By Alan Scherstuhl
By Charles Taylor
By Melissa Anderson
By Inkoo Kang
By Amy Nicholson
By Sam Weisberg
By Stephanie Zacharek
By Chuck Wilson
A child-munching ogre and his vegetarian wife; a blue-jeaned chevalier and his loyal lion; a lupine maestro and the angelic soprano whom he gleefully torments. The wondrously weird creatures who inhabit the films of French director Eugéne Green don't hail from earth as we know it. They're the haloed offspring of two distinct but overlapping realms, the tangibly modern and the deliciously sublime.
With three features and a short film, Green has staked out a small but fertile cinematic fiefdom where the spirits of Bresson and Ozu mingle with the eclectic likes of Monteverdi, the New Testament, and the Gap. Candlelit time warps through European art culture, Green's movies are peopled with astonishingly fine-boned model-actors whose ghostly incantations evoke nothing less than eternity personified. In the rapturously beautiful Le Pont des Arts(getting a one-week run at Anthology), a quartet of young discontents searches for love and transcendence in 1980s Paris. Sarah (luminous Natacha Régnier) finds little joy in her relationship with Manuel (Alexis Loret) and even less so in her baroque-ensemble singing gig. Across the city, moody Pascal (Adrien Michaux) sputters in his studies and breaks up with his petite amie (Camille Carraz), a humorless nerdette who chooses cold Heidegger over bedtime cuddling.
Le Pont des Arts arranges its sad souls in fugue-like pursuit of each other. Green (who toiled for 25 years in baroque theater) immortalizes his cast in beatific poses, as if they were the stained-glass reproductions of themselves. Flesh and essence merge mellifluously, especially in the movie's central scene, when Sarah performs Monteverdi's "Lamento della Ninfa" for her snarling conductor (Denis Podalydés), a fey villain so abusive to his leading lady that he's known only as the Unnamable. Supernaturally poised, Régnier practically burnishes the screen with her innate phosphorescence.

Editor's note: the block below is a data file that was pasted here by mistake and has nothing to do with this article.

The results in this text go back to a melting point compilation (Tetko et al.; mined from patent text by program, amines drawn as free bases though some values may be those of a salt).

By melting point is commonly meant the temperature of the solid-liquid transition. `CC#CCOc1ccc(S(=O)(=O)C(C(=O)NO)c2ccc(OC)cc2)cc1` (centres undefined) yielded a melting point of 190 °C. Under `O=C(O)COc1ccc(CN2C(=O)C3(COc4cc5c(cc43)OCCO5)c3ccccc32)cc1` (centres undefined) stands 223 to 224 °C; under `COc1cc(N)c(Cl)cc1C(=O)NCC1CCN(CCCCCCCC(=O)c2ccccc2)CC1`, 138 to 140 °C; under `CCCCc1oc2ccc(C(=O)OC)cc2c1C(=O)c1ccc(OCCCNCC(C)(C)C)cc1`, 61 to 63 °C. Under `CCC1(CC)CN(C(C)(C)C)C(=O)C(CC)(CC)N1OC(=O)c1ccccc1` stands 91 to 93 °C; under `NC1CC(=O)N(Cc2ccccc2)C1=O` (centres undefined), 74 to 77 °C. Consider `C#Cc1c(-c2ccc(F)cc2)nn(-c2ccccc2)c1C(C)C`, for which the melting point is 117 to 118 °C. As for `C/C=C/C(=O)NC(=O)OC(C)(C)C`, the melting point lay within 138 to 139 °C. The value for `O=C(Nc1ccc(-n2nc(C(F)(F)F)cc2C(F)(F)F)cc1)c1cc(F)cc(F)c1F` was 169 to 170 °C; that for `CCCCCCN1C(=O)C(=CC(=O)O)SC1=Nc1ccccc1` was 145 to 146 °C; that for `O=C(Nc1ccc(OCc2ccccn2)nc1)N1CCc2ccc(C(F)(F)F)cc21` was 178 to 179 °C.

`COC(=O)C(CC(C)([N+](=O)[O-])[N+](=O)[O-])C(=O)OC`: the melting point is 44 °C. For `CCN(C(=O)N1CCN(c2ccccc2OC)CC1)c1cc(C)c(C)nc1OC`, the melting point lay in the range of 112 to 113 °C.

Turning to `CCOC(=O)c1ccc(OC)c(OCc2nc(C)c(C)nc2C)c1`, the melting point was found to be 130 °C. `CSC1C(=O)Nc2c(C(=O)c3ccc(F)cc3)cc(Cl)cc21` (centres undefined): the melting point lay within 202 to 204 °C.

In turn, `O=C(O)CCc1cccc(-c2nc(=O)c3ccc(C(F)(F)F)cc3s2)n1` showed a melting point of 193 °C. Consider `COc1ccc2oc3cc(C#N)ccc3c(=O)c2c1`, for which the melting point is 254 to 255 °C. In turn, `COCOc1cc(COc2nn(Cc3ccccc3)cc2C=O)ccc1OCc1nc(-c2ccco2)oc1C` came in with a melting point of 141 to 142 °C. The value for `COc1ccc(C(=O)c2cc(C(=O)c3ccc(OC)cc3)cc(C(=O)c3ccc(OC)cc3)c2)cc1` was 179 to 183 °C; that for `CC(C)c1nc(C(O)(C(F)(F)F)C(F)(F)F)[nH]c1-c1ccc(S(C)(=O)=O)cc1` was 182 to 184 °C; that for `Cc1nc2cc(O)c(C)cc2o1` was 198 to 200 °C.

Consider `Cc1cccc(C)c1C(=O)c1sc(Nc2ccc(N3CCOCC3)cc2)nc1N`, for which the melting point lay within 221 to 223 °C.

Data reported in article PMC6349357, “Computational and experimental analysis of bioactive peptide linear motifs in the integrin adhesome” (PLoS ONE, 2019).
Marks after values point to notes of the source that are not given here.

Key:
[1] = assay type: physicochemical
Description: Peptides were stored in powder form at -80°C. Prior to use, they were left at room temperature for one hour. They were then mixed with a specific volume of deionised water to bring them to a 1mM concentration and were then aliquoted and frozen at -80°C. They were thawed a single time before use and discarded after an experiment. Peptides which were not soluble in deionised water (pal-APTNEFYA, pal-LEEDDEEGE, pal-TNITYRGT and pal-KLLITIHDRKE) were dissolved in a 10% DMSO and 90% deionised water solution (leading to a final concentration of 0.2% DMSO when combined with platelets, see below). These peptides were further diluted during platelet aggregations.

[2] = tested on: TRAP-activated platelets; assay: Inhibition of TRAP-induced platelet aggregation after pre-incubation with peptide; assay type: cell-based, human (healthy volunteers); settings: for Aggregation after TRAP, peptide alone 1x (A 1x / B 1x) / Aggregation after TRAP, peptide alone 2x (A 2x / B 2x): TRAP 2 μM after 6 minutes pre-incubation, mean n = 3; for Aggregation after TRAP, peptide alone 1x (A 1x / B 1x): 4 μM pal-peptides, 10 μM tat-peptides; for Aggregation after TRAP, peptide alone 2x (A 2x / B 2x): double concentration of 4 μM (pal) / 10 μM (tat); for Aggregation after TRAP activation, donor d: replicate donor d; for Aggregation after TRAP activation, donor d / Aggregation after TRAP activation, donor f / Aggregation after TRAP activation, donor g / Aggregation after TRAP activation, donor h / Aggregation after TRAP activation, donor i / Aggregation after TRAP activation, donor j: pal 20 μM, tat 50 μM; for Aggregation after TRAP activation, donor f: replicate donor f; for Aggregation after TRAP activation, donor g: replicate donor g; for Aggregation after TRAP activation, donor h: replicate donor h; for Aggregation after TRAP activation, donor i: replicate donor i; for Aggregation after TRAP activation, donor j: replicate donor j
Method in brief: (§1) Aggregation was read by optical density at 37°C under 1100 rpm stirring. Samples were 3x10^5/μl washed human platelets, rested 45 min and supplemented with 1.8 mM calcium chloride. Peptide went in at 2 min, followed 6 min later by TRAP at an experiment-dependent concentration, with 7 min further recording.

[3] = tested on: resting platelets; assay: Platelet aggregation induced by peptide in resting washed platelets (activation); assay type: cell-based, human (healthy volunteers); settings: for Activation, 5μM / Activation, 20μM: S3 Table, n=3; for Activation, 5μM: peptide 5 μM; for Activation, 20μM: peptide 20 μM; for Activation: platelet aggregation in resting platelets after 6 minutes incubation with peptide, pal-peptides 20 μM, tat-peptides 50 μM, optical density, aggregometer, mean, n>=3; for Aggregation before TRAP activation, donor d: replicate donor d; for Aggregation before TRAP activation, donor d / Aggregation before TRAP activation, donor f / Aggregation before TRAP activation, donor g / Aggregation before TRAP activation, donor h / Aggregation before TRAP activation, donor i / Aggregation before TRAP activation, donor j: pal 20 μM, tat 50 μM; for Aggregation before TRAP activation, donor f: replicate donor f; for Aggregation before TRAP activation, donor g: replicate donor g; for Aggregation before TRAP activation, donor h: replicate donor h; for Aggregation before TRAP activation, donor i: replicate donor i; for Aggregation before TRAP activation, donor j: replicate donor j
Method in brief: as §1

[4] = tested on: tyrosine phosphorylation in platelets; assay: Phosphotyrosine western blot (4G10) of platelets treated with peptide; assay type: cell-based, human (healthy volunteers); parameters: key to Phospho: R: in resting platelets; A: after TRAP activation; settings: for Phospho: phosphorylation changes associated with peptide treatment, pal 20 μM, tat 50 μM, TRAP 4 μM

A defiantly eccentric filmmaker, Green dares to unify the absurd and the tragic, the ancient and the contemporary, the living and the dead. Concluding on the titular Seine bridge, Le Pont des Artsshines a humanist search beam across space-time, illuminating the visible and invisible alike.
Though light to the touch, Green's films are never just artsy soufflé. His 2003 Cannes hit Le Monde Vivant (also getting a week-long run) is a deceptively slight fable that gathers existential muscle mass through rigorous interrogations of death, the afterlife, and the French parolethe spoken word.
In an enchanted forest where knights wear premium denim, where a lion is played by a golden retriever, and where a "Lacanian witch" holds powerful sway, a vicious ogre is terrorizing the citizens and kidnapping cute French kids for his dietary delight. Battling him are runaway teen Nicolas (Michaux) and his friend the Lion Knight (Loret), both of whom are aided by the ogre's saintly wife (Christelle Prot). As in all of Green's movies, actors enunciate in protracted rhythms; each syllable assumes an otherworldly intricacy. (Green often records voiceovers in caves to capture the actors' vocal interiority, an effect best realized in his debut, Night After Night, and short The Word for Fire, which are also screening.)
The word is truth and truth is life. Le Monde Vivant ends with a resurrection, prompting Nicolas to ask, "Is it a miracle?" Perhaps it's closer to a secular manifestation of the divine. For the lapsed or jaded cinephile, Green's films are enough to awaken a similar calling to believe once again.
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